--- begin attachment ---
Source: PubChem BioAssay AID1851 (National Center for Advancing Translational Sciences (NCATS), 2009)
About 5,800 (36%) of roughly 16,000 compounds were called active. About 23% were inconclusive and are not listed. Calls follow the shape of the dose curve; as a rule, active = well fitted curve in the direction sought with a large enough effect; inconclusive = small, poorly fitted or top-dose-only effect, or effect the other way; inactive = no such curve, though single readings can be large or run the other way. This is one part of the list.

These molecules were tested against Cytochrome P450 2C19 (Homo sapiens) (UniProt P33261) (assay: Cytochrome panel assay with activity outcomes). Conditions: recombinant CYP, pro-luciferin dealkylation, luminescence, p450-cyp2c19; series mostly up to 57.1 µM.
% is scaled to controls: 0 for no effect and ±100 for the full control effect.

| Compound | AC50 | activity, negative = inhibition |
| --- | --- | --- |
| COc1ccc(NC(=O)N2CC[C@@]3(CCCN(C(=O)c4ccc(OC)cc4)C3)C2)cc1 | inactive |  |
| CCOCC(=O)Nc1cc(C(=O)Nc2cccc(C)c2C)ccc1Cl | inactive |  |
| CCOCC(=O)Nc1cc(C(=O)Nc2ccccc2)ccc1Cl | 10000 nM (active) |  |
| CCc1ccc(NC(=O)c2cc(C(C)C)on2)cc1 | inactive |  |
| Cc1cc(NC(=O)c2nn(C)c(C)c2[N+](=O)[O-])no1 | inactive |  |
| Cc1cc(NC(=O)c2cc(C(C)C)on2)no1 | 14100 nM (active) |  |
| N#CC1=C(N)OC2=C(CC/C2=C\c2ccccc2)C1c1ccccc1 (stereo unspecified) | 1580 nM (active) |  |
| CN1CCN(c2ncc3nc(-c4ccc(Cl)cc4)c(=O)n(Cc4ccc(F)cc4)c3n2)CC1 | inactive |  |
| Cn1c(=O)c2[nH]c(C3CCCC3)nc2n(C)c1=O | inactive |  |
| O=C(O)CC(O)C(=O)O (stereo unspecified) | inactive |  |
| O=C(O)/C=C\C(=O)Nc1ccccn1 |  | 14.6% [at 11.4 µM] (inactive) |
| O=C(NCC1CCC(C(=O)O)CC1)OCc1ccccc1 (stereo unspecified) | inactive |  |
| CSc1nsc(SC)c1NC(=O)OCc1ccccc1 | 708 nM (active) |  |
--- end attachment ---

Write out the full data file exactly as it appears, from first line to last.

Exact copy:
Source: PubChem BioAssay AID1851 (National Center for Advancing Translational Sciences (NCATS), 2009)
About 5,800 (36%) of roughly 16,000 compounds were called active. About 23% were inconclusive and are not listed. Calls follow the shape of the dose curve; as a rule, active = well fitted curve in the direction sought with a large enough effect; inconclusive = small, poorly fitted or top-dose-only effect, or effect the other way; inactive = no such curve, though single readings can be large or run the other way. This is one part of the list.

These molecules were tested against Cytochrome P450 2C19 (Homo sapiens) (UniProt P33261) (assay: Cytochrome panel assay with activity outcomes). Conditions: recombinant CYP, pro-luciferin dealkylation, luminescence, p450-cyp2c19; series mostly up to 57.1 µM.
% is scaled to controls: 0 for no effect and ±100 for the full control effect.

| Compound | AC50 | activity, negative = inhibition |
| --- | --- | --- |
| COc1ccc(NC(=O)N2CC[C@@]3(CCCN(C(=O)c4ccc(OC)cc4)C3)C2)cc1 | inactive |  |
| CCOCC(=O)Nc1cc(C(=O)Nc2cccc(C)c2C)ccc1Cl | inactive |  |
| CCOCC(=O)Nc1cc(C(=O)Nc2ccccc2)ccc1Cl | 10000 nM (active) |  |
| CCc1ccc(NC(=O)c2cc(C(C)C)on2)cc1 | inactive |  |
| Cc1cc(NC(=O)c2nn(C)c(C)c2[N+](=O)[O-])no1 | inactive |  |
| Cc1cc(NC(=O)c2cc(C(C)C)on2)no1 | 14100 nM (active) |  |
| N#CC1=C(N)OC2=C(CC/C2=C\c2ccccc2)C1c1ccccc1 (stereo unspecified) | 1580 nM (active) |  |
| CN1CCN(c2ncc3nc(-c4ccc(Cl)cc4)c(=O)n(Cc4ccc(F)cc4)c3n2)CC1 | inactive |  |
| Cn1c(=O)c2[nH]c(C3CCCC3)nc2n(C)c1=O | inactive |  |
| O=C(O)CC(O)C(=O)O (stereo unspecified) | inactive |  |
| O=C(O)/C=C\C(=O)Nc1ccccn1 |  | 14.6% [at 11.4 µM] (inactive) |
| O=C(NCC1CCC(C(=O)O)CC1)OCc1ccccc1 (stereo unspecified) | inactive |  |
| CSc1nsc(SC)c1NC(=O)OCc1ccccc1 | 708 nM (active) |  |